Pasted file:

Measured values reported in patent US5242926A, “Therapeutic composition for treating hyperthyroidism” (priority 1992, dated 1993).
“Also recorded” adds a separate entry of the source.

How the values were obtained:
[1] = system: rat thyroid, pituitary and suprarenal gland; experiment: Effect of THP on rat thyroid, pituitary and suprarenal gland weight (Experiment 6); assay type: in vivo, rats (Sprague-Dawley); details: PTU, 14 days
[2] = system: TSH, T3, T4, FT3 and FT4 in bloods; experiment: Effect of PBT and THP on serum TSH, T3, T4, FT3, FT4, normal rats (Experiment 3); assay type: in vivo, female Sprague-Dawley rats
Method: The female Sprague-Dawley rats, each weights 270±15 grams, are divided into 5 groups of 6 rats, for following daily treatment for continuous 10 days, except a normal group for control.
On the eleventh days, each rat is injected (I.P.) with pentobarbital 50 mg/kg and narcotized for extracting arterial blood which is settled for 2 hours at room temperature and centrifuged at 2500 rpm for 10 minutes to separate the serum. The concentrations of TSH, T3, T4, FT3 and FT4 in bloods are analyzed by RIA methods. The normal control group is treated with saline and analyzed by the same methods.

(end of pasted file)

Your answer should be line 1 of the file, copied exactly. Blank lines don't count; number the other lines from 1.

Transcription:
Measured values reported in patent US5242926A, “Therapeutic composition for treating hyperthyroidism” (priority 1992, dated 1993).